The Anxiety of Influence

I recently finished “The Anxiety of Influence” by legendary literary critic Harold Bloom. Besides my ongoing Hegel studies, this might have been one of the toughest books I ever read: Bloom does nothing to invalidate the common stereotype about academics being too wordy, too cryptic and too cloistered. If anything, he takes it one further: He does not even try to make a rational argument you can follow – you either get his very subtle literary and cultural references or you don’t.

Talk about being elitist.

Having said that, under all the pretentious wordiness lies a very interesting idea: Bloom argues, that, in order to establish ourselves as strong artists (substitute artist for any other identity or profession as you like), we have to eventually misinterpret our role models – the people that came before us, the people that paved the way for us. We have to take their accomplishment that inspired us to follow in their footsteps in the first place, and somehow make that source of inspiration seem imperfect, even murky. It’s only then we can add new meaning to our chosen subject, which would otherwise remain occupied by the predecessor. So you either mutilate your role model, to become a force to be reckoned with yourself or you remain a weakling, an epigone. Bloom then goes on to exemplify that basic idea by looking at different writers from English romanticism, and the specific literary strategies they applied to kill off their predecessors. As you probably guessed by now, Blooms thinking is highly influenced by psychoanalysis. The whole notion of killing the predecessor is a spin off of Freud’s Oedipus complex, i.e. the son killing his father who is viewed as a rival for the mother.

That’s Harold Bloom for you in a nutshell.

If you are currently wondering why the hell I am telling you all this: I have a suspicion that this anxiety of influence does not only apply to the rather lofty world of English romanticism, but also to real life and to personal development specifically. Just stay with me for another moment.

What got me thinking was a long critical look at my own life. If I look at the most influential people in my life, in terms of past teachers and mentors, there is distinct pattern that shines through: I initially tend to be in complete awe of my mentors, not being able to fathom how anyone can accumulate that much knowledge on that complex of a subject (whatever that happens to be at the time). Next comes a long, intensive phase of modeling myself after my hero – I try to copy them as exactly as I can, oftentimes not limited to the area of knowledge I’m trying to learn about but even their general behavior, like mannerisms and language patters; this is how much I’m under their spell, I just can’t help it. But eventually, after a period of at least a few years, I inevitably start to recognize cracks in the perfect surface of that idol I created, slowly starting to move away from teacher, eventually changing his teachings or combining them with something else into something new.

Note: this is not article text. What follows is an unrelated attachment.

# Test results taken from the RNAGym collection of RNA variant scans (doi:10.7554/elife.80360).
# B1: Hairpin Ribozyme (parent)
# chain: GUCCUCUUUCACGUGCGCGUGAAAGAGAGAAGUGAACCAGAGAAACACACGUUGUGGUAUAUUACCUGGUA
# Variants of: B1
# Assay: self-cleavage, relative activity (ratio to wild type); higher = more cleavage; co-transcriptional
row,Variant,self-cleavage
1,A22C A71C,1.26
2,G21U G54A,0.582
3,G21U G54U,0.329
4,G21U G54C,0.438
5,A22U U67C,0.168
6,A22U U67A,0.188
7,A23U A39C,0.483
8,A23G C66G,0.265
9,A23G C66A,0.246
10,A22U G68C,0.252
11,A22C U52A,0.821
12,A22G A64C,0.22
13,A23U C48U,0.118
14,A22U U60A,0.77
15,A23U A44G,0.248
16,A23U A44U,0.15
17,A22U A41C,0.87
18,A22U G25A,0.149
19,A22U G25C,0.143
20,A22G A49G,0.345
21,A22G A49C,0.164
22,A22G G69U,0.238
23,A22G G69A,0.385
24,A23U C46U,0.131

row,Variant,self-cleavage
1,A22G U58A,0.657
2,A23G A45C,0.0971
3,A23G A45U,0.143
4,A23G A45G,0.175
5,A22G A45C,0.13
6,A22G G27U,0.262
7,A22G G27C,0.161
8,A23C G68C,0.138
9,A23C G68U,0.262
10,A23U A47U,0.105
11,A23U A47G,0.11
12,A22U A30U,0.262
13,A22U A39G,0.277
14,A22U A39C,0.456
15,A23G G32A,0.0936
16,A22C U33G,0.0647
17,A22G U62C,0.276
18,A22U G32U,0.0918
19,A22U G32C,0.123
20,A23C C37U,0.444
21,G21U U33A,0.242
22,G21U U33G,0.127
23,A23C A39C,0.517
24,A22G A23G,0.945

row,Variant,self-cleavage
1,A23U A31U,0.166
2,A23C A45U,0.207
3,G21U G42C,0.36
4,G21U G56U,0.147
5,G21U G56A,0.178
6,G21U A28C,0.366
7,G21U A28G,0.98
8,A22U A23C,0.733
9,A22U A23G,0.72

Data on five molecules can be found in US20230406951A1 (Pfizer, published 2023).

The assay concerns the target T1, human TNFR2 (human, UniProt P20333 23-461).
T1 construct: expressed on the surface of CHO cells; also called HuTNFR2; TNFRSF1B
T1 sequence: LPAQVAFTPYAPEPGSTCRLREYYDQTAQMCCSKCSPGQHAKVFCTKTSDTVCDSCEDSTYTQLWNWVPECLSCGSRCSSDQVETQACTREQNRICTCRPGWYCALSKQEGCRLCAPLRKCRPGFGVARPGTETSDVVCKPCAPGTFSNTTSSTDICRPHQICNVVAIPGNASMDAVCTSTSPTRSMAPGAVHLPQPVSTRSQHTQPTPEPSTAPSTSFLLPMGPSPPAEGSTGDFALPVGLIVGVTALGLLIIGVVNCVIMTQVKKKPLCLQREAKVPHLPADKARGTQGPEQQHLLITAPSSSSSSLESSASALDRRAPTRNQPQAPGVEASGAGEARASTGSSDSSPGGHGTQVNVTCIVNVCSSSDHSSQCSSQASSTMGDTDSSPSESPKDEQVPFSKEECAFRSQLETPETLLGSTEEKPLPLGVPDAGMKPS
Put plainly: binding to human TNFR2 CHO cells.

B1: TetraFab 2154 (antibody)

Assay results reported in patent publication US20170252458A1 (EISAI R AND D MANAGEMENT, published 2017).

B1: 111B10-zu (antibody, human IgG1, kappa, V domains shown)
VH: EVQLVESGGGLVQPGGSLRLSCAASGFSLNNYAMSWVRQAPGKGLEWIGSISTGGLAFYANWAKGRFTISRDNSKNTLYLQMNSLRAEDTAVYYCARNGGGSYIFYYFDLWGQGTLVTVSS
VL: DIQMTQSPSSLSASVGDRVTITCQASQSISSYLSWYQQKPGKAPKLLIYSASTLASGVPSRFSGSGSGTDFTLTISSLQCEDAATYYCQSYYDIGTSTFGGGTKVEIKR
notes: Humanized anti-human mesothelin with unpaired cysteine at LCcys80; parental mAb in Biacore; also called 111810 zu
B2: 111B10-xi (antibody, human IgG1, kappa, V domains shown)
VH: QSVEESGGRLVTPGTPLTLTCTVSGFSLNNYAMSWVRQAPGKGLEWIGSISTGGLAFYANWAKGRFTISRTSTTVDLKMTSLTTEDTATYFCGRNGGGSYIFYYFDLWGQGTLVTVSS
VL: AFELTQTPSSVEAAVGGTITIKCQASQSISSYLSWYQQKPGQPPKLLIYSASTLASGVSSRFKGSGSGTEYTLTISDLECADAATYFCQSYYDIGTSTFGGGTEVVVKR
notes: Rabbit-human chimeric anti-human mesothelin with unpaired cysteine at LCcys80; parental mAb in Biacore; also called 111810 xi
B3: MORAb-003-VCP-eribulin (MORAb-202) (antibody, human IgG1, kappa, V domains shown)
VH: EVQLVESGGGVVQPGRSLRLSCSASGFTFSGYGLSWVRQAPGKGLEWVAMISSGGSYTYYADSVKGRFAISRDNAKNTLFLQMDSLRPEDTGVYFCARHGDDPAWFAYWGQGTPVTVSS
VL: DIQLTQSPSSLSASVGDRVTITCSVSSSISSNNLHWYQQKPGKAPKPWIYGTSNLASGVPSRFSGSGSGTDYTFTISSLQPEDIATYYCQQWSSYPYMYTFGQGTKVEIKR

Some people might call this development healthy and only natural and after all, it does very much resemble how a healthy relationship with your parents plays out over time. So why the fuss?

Well, Harold Bloom would argue: You don’t just organically detach from your teachers and mentors; you have to actively kill them off, if you ever want to amount to anything yourself.

In that vein, Niels Bohrmann would argue: If they are not there, you have to create these cracks in your idols yourself; you have to over exaggerate them, even flat out invent them. You have turned your teachers into something they never truly were, just so you can step on them. If you consider this, the shiny positive thing that is personal development suddenly becomes a cutthroat competition.

Going back to the real world, this seems to hold true, at least in my case: I hardly talk to any of my former mentors anymore. Of course you could argue that is due to laziness, distance or time not being spent together; and I think those are all part of it. But I also suspect I – in my very idiosyncratic, limited ways – might be really suffering from what Bloom termed the anxiety of influence.

It works the other way around too. Having been a teacher or coach for most of my professional life, I could name several people that I taught or coached to some level of success who eventually had to kill me off as their primary influence. As you can easily imagine, that was not a pleasant feeling: You feel somewhat used; and even worse, on some level you realize that they were right to kill you off, that their potential for development had grown larger than yours. So you are being stepped on and feel sorry for yourself – and at the same time, you think you SHOULD be stepped on.

There is one more interesting twist to this: What about the people who, out of pity or weakness, cannot kill off their teachers? Harold Bloom talks about these too, and not in friendly terms. These are the writers who tend to be forgotten just 100 years later, the influencers without lasting influence; the footnotes of history. The less aggressive these weaklings act towards their predecessors, the less meaning they can add to the cultural discourse. So rightfully, they go under.

Again, if that is true, what does that mean for your personal development? Are you someone who is killing off your role models? Or are you valuing harmony with your teachers and other influences on your life above anything else, risking never making a contribution in the process?

Maybe it’s time to cultivate some anxiety.